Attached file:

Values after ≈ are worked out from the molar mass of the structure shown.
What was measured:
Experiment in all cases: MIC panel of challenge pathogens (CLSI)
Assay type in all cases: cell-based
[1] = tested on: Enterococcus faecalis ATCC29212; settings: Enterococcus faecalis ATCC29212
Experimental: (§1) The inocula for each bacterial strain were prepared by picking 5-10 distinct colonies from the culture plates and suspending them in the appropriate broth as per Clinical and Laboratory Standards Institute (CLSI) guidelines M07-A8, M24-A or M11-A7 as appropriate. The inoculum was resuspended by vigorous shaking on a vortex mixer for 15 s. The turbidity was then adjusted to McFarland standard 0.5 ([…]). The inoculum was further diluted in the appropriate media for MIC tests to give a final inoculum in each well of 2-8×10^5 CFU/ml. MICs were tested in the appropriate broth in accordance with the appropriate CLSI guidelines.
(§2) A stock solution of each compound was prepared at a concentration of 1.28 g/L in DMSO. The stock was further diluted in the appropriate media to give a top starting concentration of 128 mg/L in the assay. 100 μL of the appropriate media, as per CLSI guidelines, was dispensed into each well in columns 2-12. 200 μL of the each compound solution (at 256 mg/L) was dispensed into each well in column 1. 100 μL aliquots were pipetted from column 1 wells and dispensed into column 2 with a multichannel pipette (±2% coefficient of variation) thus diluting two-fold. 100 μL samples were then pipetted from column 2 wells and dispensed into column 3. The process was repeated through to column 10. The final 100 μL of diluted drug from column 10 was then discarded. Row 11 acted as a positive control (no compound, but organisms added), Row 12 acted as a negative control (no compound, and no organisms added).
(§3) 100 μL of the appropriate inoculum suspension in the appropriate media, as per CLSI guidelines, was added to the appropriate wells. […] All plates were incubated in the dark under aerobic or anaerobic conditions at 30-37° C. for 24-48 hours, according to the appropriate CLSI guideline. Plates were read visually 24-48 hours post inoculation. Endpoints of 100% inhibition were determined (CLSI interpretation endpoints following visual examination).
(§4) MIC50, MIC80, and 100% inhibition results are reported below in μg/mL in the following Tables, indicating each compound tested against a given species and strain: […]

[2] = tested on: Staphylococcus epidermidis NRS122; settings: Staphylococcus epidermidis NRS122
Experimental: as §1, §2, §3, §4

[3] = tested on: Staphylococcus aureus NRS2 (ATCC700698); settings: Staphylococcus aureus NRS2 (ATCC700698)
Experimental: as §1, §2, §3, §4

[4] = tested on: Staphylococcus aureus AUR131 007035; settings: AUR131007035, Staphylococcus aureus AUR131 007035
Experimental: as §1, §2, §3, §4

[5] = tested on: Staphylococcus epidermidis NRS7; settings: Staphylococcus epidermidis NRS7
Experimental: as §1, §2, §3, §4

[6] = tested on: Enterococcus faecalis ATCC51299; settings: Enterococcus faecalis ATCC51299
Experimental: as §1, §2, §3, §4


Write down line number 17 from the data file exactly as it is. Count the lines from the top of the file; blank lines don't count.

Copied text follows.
Experimental: as §1, §2, §3, §4